It’s a question that many people frequently ask themselves, often after they’ve tried meditating and lost interest after a while. According to meditation experts, anyone can learn how to practice meditation. Individuals with serious mental illness cases are the only exception. The ancient art of meditation has been practiced by millions of people around the globe. It was first practiced by the Buddhist monks, then spread to different countries around the world. Anyone can benefit from meditation regardless of their age, genetic makeup or physiological orientation. So you don’t require to relinquish all your wealth and head to the Himalayas for a one-year meditation retreat. You could incorporate daily meditation into your busy schedule.
Who can meditate?
Unlike what some people believe, you don’t require to have some innate ability or spirituality to practice meditation. It simply isn’t true that it’s only a select few who can meditate successfully. Meditation can be practiced by anyone! It only requires some practice to perfect, just like riding a bike. Meditation requires a little effort and a lot of mental conviction. However, the rewards are definite. There are times when the results of meditation will be instant. Often, you’ll need lots of patience to experience the long-term benefits.
Meditation isn’t a bed of roses – it has its fair share of challenges. But every good thing requires work. The beauty of meditation is its ability to unearth the wide array of emotions you harbor: all the good, bad and ugly bits. You’d be surprised by the immense benefits you can enjoy from a 20-minute daily meditation regimen. There’s a popular type of meditation for those who can’t meditate: guided meditation. In this type of meditation, you listen to an instructor as he/she guides you through a refreshing meditation session. So really, the question should be about how you can concentrate during meditation rather than who can meditate.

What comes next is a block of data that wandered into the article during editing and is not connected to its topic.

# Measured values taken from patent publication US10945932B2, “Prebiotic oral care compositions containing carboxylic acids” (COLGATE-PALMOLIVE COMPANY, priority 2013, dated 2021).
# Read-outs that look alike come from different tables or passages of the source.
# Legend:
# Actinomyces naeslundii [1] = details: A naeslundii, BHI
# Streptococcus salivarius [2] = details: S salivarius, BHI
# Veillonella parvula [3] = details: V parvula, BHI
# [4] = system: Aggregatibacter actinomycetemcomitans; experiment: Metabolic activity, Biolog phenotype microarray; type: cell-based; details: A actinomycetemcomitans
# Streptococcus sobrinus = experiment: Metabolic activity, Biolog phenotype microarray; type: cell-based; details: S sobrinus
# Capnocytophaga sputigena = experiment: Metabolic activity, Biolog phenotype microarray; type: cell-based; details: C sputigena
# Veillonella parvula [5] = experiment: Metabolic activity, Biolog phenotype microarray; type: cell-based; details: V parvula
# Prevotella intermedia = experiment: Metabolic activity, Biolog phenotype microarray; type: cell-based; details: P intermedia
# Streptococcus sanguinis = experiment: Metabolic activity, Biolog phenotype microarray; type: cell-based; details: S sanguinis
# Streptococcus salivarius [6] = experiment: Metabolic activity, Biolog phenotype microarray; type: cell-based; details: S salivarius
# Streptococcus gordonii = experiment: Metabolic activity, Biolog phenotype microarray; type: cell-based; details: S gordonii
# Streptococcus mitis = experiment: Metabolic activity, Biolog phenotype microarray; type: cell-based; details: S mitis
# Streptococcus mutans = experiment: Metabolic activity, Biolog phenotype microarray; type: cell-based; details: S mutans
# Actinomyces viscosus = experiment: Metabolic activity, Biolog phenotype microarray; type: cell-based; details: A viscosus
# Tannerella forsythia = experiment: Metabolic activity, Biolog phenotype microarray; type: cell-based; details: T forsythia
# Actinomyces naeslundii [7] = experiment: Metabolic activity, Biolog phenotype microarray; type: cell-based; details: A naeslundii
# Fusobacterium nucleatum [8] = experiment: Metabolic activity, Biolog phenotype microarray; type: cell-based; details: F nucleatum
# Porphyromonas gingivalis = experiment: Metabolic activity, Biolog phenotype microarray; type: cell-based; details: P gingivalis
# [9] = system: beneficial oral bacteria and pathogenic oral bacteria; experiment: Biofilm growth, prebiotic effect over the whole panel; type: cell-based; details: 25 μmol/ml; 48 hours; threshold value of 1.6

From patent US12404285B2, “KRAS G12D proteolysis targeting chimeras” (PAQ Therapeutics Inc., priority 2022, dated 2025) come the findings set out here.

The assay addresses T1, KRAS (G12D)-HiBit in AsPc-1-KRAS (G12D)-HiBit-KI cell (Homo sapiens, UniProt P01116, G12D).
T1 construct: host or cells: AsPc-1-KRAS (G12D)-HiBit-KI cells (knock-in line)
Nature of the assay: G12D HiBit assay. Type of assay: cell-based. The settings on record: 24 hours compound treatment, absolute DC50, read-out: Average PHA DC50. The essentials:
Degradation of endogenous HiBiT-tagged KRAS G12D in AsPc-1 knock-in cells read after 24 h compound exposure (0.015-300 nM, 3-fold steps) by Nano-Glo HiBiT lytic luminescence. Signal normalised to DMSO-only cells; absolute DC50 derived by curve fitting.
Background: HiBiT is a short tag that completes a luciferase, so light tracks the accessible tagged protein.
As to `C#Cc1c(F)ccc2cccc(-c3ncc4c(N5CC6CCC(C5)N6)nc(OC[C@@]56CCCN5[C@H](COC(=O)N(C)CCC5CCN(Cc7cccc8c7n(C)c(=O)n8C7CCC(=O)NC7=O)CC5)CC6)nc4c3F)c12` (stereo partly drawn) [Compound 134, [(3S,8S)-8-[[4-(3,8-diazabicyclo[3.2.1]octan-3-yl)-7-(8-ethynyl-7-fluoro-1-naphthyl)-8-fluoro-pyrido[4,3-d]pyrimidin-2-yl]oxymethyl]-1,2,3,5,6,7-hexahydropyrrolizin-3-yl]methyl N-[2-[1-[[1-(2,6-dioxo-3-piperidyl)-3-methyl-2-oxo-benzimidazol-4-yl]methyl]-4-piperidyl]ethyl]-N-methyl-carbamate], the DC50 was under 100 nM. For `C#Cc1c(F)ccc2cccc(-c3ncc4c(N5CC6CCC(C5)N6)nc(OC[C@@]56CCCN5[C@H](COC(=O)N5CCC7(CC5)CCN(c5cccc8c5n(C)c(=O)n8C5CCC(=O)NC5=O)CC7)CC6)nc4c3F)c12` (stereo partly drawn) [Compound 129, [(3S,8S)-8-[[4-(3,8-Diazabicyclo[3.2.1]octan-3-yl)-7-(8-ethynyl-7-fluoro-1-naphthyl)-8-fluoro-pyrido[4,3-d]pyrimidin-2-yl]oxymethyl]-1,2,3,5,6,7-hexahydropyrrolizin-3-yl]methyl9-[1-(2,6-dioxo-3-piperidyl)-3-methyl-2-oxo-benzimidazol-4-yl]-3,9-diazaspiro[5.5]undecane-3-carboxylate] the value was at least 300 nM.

How to avoid meditation blockers
There are those instances when you just can’t bring yourself to calm down and meditate. Here are some of the most common meditation blockers and how to avoid them:
- You can’t quite clear your mind
So you’re ready to start meditating – your eyes are closed, your legs crossed and your body calm. But you keep thinking about your unfinished errands or your pending assignments. As soon as you have this figured out, your thoughts shift to some other subject. You start wondering what you’ll cook for dinner or when you’ll call that new client. Does this sound familiar? It often frustrates us when we can’t calm our own minds, especially because of the overly high expectations we set concerning our meditation experience. Meditation teacher Rachel Parrish suggests trying our mindfulness meditation. Mindfulness involves becoming completely aware of your present feelings, thoughts and sensations. Notice when your mind wanders, and avoid stressing yourself over it. Just notice your mind is distracted, and then gently bring your attention back to the breath.
- Sitting down is physically excruciating
Most people envision the ideal meditation posture as a cross-legged sitting position. While this is a classical pose for some seasoned meditators, you don’t really require to sit on the floor with your legs crossed – especially when you’re just starting out. You’re only required to assume a comfortable position that lets you breathe naturally, with your spine straight, and relax without unnecessary body discomfort. You could choose to sit on a chair or a meditation cushion. Lie down if you will, as long as you’re comfy. Try relaxing all your muscle groups and take deep breaths.
- You’re always out of time
If you feel like you never have enough time to meditate, you truly need to meditate more! Simply remember the immense benefits that accrue from this practice. According to studies, consistent meditation reduces anxiety & depression, improves quality of sleep, sharpens your memory and brings an overwhelming sense of calmness and self-awareness. People that meditate consistently actually find more time in their day to get things done. Needless to say, meditation revolves around making a staunch commitment to take care of yourself. You don’t need to spend hours meditating. Experts recommend a 10 to 20 minute daily meditation exercise for new meditators. Even starting with 5 minutes a day makes a profound difference over time. It’s not really the length of time that is important, but consistency of doing it every day, and the quality of how you apply your mind during your session.
The Mindworks Meditation App is an exciting guided meditation resource for those looking to develop their practice. It contains an array of Mind Talks as well as exquisite daily guided meditations that will enrich your life. Download it for free from your device’s app store.